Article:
dc.description.abstractSince the 1950s, Constructed Wetlands (CW), have seen an ever-increasing rise in their popularity as a viable and alternative method of wastewater treatment. From small beginnings to a surge of guidance documentation in the latter part of the 20th century, they have undergone many revisions and studies in their design, implementation and operation. Several significant American guidance documents for the design of constructed wetlands were published in the late 1980’s. These studies have led to great variations in design and performance of constructed wetlands for the treatment of high-strength ammonia-nitrogen (370mg /L -1 - 230mg L-1 , 8-25 kg ha-1 day-1 ) polluted waters such as swine wastewater (also called pig slurry in Europe) dependant on their operational mode as well as their location and regional climate. Considering that treatment performances were often unacceptably low, more recent designs have focused on variables such as loading rate, hydraulic retention time, pre-treatment and recirculation of pre-treated water. Furthermore, a wide range of macrophyte species have been studied with regard to their tolerance to nutrient levels, uptake rates and climatic tolerance. The nitrogen cycle plays a vital role particularly in swine wastewater management and as such the promotion of nitrification and denitrification has been researched. However, ammonia is toxic to commonly used wetland plants. Therefore, alternative plants such as cash crops have also been examined, because they allow for constructed wetlands to have potentially additional benefits such as food production, revenue increase and employment generation. Swine wastewater in Ireland is currently a significant issue in regards to EU Directives directly relating to water quality. This research study was performed to examine the potential application of a constructed wetland for the effective treatment of swine wastewater. A highly-replicated system, based upon the Integrated Constructed Wetland approach, pioneered in Ireland was constructed, operated and sampled for an 18-month period in the South of Ireland. The system received separated liquid from an anaerobic digestor unit and this liquid was fed into the system for 18 months. Weekly sampling and analysis showed that at low influent concentrations (up to 200mg NH4/l), the systems were capable of removing nitrogen species to background levels and producing a discharge that met some of Irelands provisional drinking water standards. The effectiveness of these meso-scale systems highlight the potential application of the Integrated Constructed Wetland approach for the treatment of piggery wastewaters. In an industry that is heavily reliant upon other farm/land owners taking excess wastewater as a form of fertilizer, coupled with strict landspreading application limits, increasing fuel costs and EU water quality directives, they could provide a financially and environmentally beneficial approach to a robust total nitrogen management scheme.en
dc.description.abstractSince the 1950s, Constructed Wetlands (CW), have seen an ever-increasing rise in their popularity as a viable and alternative method of wastewater treatment. From small beginnings to a surge of guidance documentation in the latter part of the 20th century, they have undergone many revisions and studies in their design, implementation and operation. Several significant American guidance documents for the design of constructed wetlands were published in the late 1980’s. These studies have led to great variations in design and performance of constructed wetlands for the treatment of high-strength ammonia-nitrogen (370mg /L⁻¹ - 230mg L⁻¹, 8-25 kg ha⁻¹ day⁻¹) polluted waters such as swine wastewater (also called pig slurry in Europe) dependant on their operational mode as well as their location and regional climate. Considering that treatment performances were often unacceptably low, more recent designs have focused on variables such as loading rate, hydraulic retention time, pre-treatment and recirculation of pre-treated water. Furthermore, a wide range of macrophyte species have been studied with regard to their tolerance to nutrient levels, uptake rates and climatic tolerance. The nitrogen cycle plays a vital role particularly in swine wastewater management and as such the promotion of nitrification and denitrification has been researched. However, ammonia is toxic to commonly used wetland plants. Therefore, alternative plants such as cash crops have also been examined, because they allow for constructed wetlands to have potentially additional benefits such as food production, revenue increase and employment generation. Swine wastewater in Ireland is currently a significant issue in regards to EU Directives directly relating to water quality. This research study was performed to examine the potential application of a constructed wetland for the effective treatment of swine wastewater. A highly-replicated system, based upon the Integrated Constructed Wetland approach, pioneered in Ireland was constructed, operated and sampled for an 18-month period in the South of Ireland. The system received separated liquid from an anaerobic digestor unit and this liquid was fed into the system for 18 months. Weekly sampling and analysis showed that at low influent concentrations (up to 200mg NH₄/l), the systems were capable of removing nitrogen species to background levels and producing a discharge that met some of Irelands provisional drinking water standards. The effectiveness of these meso-scale systems highlight the potential application of the Integrated Constructed Wetland approach for the treatment of piggery wastewaters. In an industry that is heavily reliant upon other farm/land owners taking excess wastewater as a form of fertilizer, coupled with strict landspreading application limits, increasing fuel costs and EU water quality directives, they could provide a financially and environmentally beneficial approach to a robust total nitrogen management scheme.en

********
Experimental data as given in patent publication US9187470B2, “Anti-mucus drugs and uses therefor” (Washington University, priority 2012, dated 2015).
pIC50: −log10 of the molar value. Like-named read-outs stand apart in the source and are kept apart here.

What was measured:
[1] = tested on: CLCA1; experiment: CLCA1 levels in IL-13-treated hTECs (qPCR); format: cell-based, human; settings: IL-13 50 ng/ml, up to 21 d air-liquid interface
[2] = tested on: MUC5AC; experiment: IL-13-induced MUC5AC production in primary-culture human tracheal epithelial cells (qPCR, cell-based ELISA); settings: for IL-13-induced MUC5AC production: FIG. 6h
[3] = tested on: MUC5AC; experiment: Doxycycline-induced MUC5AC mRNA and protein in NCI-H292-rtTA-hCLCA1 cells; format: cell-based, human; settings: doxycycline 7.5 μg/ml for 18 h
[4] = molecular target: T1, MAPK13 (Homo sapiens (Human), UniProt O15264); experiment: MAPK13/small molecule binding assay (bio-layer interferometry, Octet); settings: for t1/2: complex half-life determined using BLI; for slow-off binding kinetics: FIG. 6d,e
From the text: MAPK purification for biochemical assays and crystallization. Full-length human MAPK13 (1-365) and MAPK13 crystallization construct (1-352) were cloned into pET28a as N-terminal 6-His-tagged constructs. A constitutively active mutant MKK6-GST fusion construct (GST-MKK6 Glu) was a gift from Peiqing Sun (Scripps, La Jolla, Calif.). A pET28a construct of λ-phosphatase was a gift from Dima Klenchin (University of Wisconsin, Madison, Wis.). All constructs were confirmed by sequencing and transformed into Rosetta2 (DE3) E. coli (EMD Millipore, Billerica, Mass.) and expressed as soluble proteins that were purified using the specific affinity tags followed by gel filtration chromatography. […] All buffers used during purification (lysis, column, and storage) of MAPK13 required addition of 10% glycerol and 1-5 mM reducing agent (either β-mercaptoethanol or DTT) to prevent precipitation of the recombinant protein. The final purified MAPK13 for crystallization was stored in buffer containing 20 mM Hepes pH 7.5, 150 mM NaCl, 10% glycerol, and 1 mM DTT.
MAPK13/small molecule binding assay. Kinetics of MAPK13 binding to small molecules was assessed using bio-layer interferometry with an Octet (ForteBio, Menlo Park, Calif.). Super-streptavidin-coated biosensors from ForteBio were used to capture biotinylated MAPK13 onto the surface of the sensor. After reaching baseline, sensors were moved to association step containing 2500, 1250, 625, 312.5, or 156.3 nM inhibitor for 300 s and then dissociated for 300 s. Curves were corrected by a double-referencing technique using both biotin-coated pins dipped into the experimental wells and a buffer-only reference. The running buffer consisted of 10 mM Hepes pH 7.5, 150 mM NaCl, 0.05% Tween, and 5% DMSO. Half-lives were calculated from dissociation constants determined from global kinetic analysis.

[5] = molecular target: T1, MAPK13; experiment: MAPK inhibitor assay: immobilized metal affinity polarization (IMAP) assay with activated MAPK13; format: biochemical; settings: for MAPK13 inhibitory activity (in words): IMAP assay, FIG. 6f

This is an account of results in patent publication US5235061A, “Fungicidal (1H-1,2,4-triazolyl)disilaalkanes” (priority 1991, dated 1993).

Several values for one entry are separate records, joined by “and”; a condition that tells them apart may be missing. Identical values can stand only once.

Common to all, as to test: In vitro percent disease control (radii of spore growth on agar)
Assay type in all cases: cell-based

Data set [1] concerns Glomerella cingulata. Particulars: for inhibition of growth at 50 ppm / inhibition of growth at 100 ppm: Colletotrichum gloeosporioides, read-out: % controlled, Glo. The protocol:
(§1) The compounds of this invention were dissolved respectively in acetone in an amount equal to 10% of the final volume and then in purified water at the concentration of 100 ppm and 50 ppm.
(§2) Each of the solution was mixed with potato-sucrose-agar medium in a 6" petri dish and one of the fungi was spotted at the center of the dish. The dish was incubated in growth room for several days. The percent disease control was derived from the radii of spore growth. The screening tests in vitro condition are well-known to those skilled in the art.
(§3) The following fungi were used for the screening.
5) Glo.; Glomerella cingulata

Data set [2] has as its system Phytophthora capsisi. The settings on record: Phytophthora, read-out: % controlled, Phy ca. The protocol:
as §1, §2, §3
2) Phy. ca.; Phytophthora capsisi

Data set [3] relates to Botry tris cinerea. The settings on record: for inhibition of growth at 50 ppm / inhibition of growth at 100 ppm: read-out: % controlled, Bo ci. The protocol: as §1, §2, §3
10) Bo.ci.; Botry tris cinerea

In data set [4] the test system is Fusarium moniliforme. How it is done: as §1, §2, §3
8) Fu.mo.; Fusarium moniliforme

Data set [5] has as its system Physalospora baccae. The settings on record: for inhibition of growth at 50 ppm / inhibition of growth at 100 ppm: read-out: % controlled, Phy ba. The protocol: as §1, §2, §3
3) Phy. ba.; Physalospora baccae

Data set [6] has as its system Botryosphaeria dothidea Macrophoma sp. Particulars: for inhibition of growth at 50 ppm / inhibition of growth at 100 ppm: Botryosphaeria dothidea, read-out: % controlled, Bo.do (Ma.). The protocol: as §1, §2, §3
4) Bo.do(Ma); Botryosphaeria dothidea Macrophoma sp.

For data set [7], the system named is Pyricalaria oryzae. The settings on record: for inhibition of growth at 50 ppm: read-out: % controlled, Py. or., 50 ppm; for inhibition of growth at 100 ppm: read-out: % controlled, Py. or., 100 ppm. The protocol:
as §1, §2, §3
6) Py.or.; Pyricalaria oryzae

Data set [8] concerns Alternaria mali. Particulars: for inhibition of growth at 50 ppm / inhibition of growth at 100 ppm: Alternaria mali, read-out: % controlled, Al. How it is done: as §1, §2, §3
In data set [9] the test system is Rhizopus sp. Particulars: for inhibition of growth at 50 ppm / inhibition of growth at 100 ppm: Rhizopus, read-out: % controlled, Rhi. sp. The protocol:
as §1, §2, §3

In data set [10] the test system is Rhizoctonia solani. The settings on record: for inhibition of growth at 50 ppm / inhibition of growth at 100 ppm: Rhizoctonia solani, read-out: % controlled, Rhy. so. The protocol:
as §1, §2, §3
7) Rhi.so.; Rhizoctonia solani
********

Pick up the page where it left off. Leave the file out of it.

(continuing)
dc.contributor.sponsorEngineering and Physical Sciences Research Council (EPSRC)en
dc.language.isoenen
dc.publisherThe University of Edinburghen
dc.subjectdesign guidelinesen
dc.subjectmacrophytesen
dc.subjectwater qualityen
dc.subjectnitrogen removal;en
dc.subjectphosphorus retentionen
dc.titleExperimental meso-scale integrated constructed wetlands for the treatment of piggery wastewateren
dc.typeThesis or Dissertationen
dc.type.qualificationlevelDoctoralen
dc.type.qualificationnamePhD Doctor of Philosophyen